Discover the properties of viscose

Without viscose, the fashion business would come to a halt! Viscose fibers are ideal for creating elegant yet comfortable looks. You wouldn’t believe how many of your clothes are actually made of this fabric. In addition to dresses, skirts, and blouses, many pants also have viscose as their main component. The reason for this lies in the positive properties of viscose compared to other materials.

Positives and negatives of viscose

Wool, cotton, or linen? No! These supposedly clearly recognizable fabrics are often viscose fibers. The properties of viscose—also known as “artificial silk”—first and foremost include skin-friendliness as a result of the natural basic material.

Another fascinating feature of viscose fibers is the high absorbency.  This helps prevent unpleasant odors, making this sort of clothing the perfect fashion companion even in warm temperatures. On top of all this, there’s also the great feeling of viscose on your skin. The material is less elastic and therefore falls loosely and airily. What’s more, the fibers are very hard-wearing, making them last longer than comparable fabrics. So, you see, viscose will leave you feeling good all-round!

Viscose unfortunately has the disadvantage that the material always shrinks a little during washing. It’s therefore best to buy clothes that are one size bigger. The unpopular pilling of the fabric can be reduced by turning the garments inside out for washing. 

What is viscose?

Does the term “rayon” mean anything to you? It’s what viscose fibers used to be called. It became widespread after its discovery in the 19th century. But what exactly is viscose? The material is an artificially produced fiber based on the natural substance cellulose. This natural fiber is obtained from wood components, which explains its similarity to cotton. Viscose is a very important component for the textile industry, as the properties of viscose combine the benefits of cotton and silk.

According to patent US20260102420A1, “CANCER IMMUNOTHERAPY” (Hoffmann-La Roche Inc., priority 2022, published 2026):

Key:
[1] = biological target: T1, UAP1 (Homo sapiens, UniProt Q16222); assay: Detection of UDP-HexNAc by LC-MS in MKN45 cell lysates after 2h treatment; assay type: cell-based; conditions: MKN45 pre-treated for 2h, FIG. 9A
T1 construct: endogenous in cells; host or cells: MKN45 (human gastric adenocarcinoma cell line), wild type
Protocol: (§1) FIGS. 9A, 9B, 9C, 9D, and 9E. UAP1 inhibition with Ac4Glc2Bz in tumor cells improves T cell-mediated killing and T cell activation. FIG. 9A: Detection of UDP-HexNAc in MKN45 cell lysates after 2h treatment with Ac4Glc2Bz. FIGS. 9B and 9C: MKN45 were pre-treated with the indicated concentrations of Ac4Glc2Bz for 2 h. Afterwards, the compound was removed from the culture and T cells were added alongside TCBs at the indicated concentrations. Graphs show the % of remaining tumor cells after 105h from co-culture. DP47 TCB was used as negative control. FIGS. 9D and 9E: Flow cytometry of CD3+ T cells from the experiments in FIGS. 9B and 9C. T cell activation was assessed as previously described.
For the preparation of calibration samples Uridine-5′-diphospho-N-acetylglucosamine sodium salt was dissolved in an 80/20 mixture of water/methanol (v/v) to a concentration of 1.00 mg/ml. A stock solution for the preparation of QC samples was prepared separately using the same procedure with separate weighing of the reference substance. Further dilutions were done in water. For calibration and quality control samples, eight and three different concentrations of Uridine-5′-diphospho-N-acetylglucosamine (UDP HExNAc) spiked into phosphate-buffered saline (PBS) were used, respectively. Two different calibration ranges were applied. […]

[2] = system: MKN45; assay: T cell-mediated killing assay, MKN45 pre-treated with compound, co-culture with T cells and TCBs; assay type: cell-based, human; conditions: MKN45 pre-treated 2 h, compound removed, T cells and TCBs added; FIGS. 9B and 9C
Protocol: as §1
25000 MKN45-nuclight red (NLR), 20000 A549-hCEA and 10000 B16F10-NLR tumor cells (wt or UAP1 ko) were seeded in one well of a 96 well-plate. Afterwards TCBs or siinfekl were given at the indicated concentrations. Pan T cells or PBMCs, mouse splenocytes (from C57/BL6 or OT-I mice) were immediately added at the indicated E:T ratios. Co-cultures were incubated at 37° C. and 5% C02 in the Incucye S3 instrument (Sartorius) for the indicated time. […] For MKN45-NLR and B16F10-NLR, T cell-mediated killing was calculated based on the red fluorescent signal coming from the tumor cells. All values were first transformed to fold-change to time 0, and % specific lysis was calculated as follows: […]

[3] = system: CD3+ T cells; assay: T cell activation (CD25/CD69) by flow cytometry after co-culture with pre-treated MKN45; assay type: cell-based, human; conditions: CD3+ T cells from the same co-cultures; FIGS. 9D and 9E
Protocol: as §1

Is viscose a natural fiber?

This should be an easy question to answer. However, the classification of viscose fibers often leads to confusion. Although “artificial silk” has become an established synonym for viscose in everyday usage, it is important to emphasize that the material is predominantly a natural fiber.

Even though viscose is not made entirely from natural fibers, with cellulose as its natural base material, the natural element cannot be ignored. Strictly speaking though, viscose cannot be clearly assigned to either synthetic or natural fibers. Although natural substances are the basis for the material, the cellulose fibers are further processed, which requires complex chemical processes. Viscose fibers thus constitute a combination of the two categories of fabrics, which is why viscose is such a special material.

Washing viscose

You’ve just got a great new item of clothing and want to start wearing it right away. So you’ll need to give it a wash beforehand. But when you hang it up on the clothesline you immediately notice that something went wrong! Know the feeling? Making mistakes in how you look after your textiles often leads to annoying material changes. The classy look of viscose in particular requires the right care.

You should not only use a laundry net, but also make sure you set a gentle wash cycle at around 100 degrees Fahrenheit. In addition, a mild detergent is recommended, as this minimizes the strain on the viscose fibers. After the washing process you should pull the clothes into shape while they are still wet. And make sure you don’t use the spin function or the dryer!

It’s best to iron the material while there is still some moisture in it, using a cloth as protection between the iron and the viscose fibers. Viscose is generally very easy to handle, so you don’t need to be a laundry pro to be able to look after it properly.

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